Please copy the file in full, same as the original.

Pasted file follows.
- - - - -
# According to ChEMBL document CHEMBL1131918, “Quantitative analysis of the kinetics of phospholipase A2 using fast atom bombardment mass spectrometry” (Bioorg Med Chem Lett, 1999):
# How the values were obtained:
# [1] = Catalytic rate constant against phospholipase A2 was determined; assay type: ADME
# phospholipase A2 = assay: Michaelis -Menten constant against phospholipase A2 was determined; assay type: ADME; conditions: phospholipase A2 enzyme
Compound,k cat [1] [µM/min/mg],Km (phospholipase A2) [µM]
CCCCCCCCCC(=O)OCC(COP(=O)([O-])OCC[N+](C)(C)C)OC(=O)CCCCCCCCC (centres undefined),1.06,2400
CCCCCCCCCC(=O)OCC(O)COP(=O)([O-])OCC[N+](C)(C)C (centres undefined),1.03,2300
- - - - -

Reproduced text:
# According to ChEMBL document CHEMBL1131918, “Quantitative analysis of the kinetics of phospholipase A2 using fast atom bombardment mass spectrometry” (Bioorg Med Chem Lett, 1999):
# How the values were obtained:
# [1] = Catalytic rate constant against phospholipase A2 was determined; assay type: ADME
# phospholipase A2 = assay: Michaelis -Menten constant against phospholipase A2 was determined; assay type: ADME; conditions: phospholipase A2 enzyme
Compound,k cat [1] [µM/min/mg],Km (phospholipase A2) [µM]
CCCCCCCCCC(=O)OCC(COP(=O)([O-])OCC[N+](C)(C)C)OC(=O)CCCCCCCCC (centres undefined),1.06,2400
CCCCCCCCCC(=O)OCC(O)COP(=O)([O-])OCC[N+](C)(C)C (centres undefined),1.03,2300